Muzito-Bagenda attended the Sabres’ development camp last week and played alongside Steelheads teammates Alexander Nylander – the Sabres’ 2016 first-round pick, the eighth player chosen overall – and local boy Austin Omanski, Buffalo’s 2016 seventh-round pick, the 189th player selected.

The Sabres once featured the “French Connection,” the high-scoring line of Gilbert Perreault, Rene Robert and Rick Martin. Buffalo, at least for the development camp, could boast the “Mississauga Connection” with Muzito-Bagenda, Nylander and Omanski.

“We know each other from being teammates all last year, so it makes us feel more comfortable out there,” Muzito-Bagenda told the Americans’ website. “That has helped getting to know the other guys here, too.”

Mississauga Steelheads' Josh Burnside attended the Washington Capitals rookie and development camp (Photo/ Aaron Bell/OHL Images).

Mississauga Steelheads’ Josh Burnside attended the Washington Capitals rookie and development camp (Photo/ Aaron Bell/OHL Images).

Like Muzito-Bagenda, Steelheads team captain Josh Burnside went undrafted. Not ranked by NHL Central Scouting,  the 5-foot-11, 186-pound left wing landed a development camp invite from the Washington Capitals.

Burnside, 21, was the Steelheads fourth-leading scorer last season with 13 goals and 32 assists in 55 regular season games. He had 2 goals and 2 assists in seven playoff games.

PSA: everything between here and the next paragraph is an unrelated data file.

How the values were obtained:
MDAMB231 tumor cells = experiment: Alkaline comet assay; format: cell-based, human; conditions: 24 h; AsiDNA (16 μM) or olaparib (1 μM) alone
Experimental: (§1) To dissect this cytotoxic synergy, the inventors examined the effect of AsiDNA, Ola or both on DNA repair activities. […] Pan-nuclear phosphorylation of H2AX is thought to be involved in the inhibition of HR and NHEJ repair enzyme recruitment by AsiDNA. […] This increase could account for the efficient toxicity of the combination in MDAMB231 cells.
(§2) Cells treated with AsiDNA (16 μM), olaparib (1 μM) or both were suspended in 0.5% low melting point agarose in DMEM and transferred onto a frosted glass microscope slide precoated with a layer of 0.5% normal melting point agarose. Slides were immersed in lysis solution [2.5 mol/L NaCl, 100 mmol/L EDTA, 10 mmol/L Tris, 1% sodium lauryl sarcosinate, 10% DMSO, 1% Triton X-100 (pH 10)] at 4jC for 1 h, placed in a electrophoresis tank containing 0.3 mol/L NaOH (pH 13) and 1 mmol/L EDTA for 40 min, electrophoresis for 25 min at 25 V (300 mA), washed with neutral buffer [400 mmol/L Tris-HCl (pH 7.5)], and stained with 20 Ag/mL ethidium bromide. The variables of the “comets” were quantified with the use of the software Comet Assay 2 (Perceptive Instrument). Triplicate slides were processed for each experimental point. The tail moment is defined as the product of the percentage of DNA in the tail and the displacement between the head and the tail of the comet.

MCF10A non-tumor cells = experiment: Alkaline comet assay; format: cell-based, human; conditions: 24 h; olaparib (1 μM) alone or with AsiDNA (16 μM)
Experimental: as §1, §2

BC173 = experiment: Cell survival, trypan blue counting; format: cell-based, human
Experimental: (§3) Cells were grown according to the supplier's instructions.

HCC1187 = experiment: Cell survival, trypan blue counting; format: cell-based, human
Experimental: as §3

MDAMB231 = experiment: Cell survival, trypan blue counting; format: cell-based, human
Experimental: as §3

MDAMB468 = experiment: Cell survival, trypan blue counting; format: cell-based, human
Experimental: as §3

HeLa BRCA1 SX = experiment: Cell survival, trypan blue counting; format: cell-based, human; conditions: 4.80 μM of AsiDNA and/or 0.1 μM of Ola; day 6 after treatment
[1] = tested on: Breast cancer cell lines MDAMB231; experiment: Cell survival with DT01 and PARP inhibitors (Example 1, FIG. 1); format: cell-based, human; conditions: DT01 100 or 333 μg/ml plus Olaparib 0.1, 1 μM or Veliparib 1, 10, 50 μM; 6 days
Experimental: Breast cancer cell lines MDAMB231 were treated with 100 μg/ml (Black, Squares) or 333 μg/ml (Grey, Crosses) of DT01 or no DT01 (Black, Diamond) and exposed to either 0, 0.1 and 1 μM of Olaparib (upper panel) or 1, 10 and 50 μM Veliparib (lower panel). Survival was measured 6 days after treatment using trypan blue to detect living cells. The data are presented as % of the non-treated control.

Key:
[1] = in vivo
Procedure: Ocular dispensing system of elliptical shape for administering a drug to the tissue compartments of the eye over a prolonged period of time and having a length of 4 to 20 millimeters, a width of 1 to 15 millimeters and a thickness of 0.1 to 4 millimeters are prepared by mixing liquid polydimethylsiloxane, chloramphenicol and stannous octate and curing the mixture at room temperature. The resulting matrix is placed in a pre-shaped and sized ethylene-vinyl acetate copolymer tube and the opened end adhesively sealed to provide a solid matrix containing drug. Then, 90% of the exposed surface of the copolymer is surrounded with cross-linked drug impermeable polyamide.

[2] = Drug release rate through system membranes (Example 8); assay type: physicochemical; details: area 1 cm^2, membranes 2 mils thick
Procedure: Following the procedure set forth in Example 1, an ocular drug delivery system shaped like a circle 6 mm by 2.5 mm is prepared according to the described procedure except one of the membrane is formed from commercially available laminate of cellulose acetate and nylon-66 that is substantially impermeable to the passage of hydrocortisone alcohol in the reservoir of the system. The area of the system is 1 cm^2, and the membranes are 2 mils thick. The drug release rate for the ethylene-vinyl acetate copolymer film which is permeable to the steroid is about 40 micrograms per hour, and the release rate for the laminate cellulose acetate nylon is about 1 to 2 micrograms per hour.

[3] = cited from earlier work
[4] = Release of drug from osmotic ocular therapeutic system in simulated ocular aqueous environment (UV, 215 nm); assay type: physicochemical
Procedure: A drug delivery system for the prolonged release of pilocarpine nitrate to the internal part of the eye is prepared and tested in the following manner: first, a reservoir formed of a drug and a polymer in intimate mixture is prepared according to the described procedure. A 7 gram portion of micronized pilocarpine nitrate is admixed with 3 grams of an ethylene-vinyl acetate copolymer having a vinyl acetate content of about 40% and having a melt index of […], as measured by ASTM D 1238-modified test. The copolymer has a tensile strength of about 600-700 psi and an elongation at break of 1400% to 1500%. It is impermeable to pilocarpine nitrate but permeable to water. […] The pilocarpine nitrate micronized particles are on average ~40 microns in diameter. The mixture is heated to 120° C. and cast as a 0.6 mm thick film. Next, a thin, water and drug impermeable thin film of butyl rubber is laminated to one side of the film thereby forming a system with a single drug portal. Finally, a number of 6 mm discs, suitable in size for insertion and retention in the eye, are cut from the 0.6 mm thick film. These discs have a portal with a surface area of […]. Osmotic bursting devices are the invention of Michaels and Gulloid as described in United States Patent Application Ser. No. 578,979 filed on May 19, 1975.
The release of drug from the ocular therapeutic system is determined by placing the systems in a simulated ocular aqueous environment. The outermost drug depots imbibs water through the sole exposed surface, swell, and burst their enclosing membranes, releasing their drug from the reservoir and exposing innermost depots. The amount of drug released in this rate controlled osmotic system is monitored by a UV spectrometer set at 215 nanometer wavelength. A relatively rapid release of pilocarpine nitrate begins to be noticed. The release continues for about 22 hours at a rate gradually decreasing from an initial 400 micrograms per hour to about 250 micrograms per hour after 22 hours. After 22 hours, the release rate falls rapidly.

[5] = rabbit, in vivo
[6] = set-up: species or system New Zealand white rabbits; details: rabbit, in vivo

Youngstown Phantoms right wing Yushiro Hirano is becoming a development veteran. Hirano, the first player born in Japan to skate in the United States Hockey League, was invited to the San Jose Sharks camp.

The Hokkaido native attended the Chicago Blackhawks’ prospects camp last year. Hirano, 20, was ranked the 184th-best North American player in 2016 by NHL Central Scouting prior to the June draft.

He finished third on the Phantoms in scoring in 2015-16 with 24 goals and 22 assists in 54 games.

High-scoring forward Yushiro Hirano found his way to the San Jose Sharks' development camp after he wasn't drafted by an NHL team (Photo/Bill Paterson).

High-scoring forward Yushiro Hirano found his way to the San Jose Sharks’ development camp after he wasn’t drafted by an NHL team (Photo/Bill Paterson).

Left wing Jermaine Loewen of the Western Hockey League’s Kamloops Blazers joined Hirano at the Sharks camp.

The 18-year-old is one of hockey’s remarkable stories. Born in Jamaica and adopted from an island orphanage by a white Manitoba family when he was five, Loewen didn’t lace on a pair of skates until he was six -late by Canadian standards.

 

But he’s making up for lost time. The 6-foot-3, 205 Loewen tallied 8 goals and 7 assists in 67 regular season games for the Blazers last season. He was held scoreless in 37 games in 2014-15.

It seems that no matter where defenseman Jalen Smereck goes, he always manages to surprise and impress. The Detroit area native worked his way from the USHL’s Bloomington Thunder to the Oshawa Generals who took him with the 299th overall pick of the 2013 Ontario Hockey League draft.

He developed into a top  defenseman for the Generals last season with 5 goals and 20 assists in 63 games.

Smereck  didn’t crack Central Scouting’s rankings and NHL teams passed on him in Buffalo, but the 6-foot, 173-pound alum of the minority-oriented Detroit Hockey Association  proved to be one of the highlights of the Arizona Coyotes’s development camp recently.

Former Oshawa Generals defenseman Jalen Smereck apparently impressed at Arizona Coyotes camp (Photo by Aaron Bell/OHL Images).

Former Oshawa Generals defenseman Jalen Smereck apparently impressed at Arizona Coyotes camp (Photo by Aaron Bell/OHL Images).